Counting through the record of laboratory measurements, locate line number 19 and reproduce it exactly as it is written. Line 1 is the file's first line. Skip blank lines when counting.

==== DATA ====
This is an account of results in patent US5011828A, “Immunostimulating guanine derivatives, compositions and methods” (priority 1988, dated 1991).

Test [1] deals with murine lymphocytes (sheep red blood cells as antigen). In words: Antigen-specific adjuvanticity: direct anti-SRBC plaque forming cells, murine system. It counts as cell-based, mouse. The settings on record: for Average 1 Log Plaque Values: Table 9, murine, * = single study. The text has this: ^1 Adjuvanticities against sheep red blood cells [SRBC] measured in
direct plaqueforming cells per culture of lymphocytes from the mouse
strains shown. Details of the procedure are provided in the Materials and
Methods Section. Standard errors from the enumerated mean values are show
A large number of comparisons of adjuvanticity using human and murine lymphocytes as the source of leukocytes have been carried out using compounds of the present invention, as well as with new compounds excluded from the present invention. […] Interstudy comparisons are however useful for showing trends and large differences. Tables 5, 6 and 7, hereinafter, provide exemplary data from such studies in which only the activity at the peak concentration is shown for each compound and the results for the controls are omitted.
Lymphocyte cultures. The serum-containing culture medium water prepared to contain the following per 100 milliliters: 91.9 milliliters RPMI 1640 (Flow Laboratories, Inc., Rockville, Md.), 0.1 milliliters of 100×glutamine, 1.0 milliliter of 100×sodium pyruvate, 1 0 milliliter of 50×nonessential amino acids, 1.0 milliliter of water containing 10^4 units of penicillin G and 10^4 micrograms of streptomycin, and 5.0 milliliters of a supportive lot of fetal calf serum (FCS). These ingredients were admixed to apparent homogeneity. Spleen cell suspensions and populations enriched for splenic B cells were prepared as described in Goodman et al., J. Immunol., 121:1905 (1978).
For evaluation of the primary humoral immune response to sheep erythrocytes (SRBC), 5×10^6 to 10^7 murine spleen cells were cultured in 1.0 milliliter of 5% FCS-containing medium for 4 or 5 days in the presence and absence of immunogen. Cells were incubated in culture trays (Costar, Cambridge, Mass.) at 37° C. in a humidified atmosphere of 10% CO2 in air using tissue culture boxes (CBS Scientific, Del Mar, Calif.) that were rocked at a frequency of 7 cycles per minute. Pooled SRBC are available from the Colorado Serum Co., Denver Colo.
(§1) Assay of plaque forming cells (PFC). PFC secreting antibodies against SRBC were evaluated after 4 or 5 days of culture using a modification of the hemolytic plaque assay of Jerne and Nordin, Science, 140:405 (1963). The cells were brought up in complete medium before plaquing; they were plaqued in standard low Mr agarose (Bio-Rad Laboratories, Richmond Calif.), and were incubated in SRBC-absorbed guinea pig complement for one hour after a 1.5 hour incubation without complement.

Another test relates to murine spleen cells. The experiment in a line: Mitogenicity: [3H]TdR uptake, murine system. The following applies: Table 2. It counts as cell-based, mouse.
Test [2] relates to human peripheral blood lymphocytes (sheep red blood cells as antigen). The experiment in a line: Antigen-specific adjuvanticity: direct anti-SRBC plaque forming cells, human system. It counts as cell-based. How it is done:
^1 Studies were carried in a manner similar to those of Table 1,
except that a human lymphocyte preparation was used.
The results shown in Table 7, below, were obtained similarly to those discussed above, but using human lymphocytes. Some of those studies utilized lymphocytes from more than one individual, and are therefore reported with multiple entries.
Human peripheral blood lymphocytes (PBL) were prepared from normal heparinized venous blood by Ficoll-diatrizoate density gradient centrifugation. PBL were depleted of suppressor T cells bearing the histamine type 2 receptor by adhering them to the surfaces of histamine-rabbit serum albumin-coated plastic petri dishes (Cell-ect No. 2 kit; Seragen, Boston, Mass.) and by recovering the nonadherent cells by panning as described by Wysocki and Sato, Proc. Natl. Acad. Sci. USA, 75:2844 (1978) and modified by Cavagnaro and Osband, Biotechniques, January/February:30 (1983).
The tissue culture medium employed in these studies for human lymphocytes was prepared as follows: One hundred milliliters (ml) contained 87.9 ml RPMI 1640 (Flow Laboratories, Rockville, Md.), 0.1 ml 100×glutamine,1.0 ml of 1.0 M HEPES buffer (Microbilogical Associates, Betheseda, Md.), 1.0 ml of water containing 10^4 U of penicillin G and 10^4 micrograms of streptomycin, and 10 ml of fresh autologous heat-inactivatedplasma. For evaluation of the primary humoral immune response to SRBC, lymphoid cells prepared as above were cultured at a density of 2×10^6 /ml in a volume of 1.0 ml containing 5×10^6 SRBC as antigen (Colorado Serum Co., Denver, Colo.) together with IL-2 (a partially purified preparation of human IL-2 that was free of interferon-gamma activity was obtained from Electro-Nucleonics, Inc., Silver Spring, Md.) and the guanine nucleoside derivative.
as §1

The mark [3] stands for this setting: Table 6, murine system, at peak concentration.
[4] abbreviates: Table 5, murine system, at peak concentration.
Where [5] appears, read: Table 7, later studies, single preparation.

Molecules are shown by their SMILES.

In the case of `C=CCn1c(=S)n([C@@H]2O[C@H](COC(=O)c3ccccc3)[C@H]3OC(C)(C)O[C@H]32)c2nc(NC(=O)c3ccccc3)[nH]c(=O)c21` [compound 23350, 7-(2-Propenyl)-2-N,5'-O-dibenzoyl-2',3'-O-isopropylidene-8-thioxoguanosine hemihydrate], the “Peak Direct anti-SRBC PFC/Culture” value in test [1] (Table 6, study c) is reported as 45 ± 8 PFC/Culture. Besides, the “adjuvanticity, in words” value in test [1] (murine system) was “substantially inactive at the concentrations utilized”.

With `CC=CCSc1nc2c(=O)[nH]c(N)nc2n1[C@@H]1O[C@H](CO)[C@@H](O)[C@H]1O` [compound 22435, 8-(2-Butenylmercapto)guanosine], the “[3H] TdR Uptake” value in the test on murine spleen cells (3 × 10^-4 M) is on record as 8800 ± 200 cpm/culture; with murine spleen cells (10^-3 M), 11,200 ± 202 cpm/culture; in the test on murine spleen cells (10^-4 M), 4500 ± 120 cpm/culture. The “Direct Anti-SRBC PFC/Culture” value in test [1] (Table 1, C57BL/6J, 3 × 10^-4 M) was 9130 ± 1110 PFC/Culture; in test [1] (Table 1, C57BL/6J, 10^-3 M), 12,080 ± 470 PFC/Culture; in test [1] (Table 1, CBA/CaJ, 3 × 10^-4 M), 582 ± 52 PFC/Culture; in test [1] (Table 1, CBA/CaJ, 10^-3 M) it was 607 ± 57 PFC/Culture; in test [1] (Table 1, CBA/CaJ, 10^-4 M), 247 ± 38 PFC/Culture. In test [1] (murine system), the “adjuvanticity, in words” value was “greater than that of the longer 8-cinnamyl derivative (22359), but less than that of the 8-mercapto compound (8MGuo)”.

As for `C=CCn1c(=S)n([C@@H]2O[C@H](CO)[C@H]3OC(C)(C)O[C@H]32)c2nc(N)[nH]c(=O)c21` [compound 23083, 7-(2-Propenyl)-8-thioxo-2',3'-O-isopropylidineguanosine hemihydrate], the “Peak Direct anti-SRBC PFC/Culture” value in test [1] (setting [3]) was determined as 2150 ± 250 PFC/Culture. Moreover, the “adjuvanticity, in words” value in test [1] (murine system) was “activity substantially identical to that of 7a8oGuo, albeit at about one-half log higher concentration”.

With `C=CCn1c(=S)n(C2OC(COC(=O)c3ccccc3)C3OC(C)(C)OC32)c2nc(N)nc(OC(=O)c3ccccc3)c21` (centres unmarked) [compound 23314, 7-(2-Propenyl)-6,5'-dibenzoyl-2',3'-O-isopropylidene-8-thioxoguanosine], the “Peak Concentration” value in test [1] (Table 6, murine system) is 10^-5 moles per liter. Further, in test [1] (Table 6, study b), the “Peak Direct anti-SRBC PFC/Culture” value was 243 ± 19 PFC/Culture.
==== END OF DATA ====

[4] abbreviates: Table 5, murine system, at peak concentration.